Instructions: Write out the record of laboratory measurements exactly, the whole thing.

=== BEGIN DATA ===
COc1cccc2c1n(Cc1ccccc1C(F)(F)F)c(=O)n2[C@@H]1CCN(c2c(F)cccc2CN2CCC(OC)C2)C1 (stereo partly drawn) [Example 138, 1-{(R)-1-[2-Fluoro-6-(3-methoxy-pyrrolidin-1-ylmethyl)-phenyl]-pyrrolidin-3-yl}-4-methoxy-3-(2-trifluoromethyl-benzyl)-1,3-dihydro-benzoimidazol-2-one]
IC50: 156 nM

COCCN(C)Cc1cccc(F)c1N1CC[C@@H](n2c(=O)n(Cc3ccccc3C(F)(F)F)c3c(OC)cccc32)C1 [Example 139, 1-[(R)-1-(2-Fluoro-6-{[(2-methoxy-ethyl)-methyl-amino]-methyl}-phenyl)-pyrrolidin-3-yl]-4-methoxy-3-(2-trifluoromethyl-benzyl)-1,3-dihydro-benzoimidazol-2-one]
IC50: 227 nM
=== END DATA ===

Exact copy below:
COc1cccc2c1n(Cc1ccccc1C(F)(F)F)c(=O)n2[C@@H]1CCN(c2c(F)cccc2CN2CCC(OC)C2)C1 (stereo partly drawn) [Example 138, 1-{(R)-1-[2-Fluoro-6-(3-methoxy-pyrrolidin-1-ylmethyl)-phenyl]-pyrrolidin-3-yl}-4-methoxy-3-(2-trifluoromethyl-benzyl)-1,3-dihydro-benzoimidazol-2-one]
IC50: 156 nM

COCCN(C)Cc1cccc(F)c1N1CC[C@@H](n2c(=O)n(Cc3ccccc3C(F)(F)F)c3c(OC)cccc32)C1 [Example 139, 1-[(R)-1-(2-Fluoro-6-{[(2-methoxy-ethyl)-methyl-amino]-methyl}-phenyl)-pyrrolidin-3-yl]-4-methoxy-3-(2-trifluoromethyl-benzyl)-1,3-dihydro-benzoimidazol-2-one]
IC50: 227 nM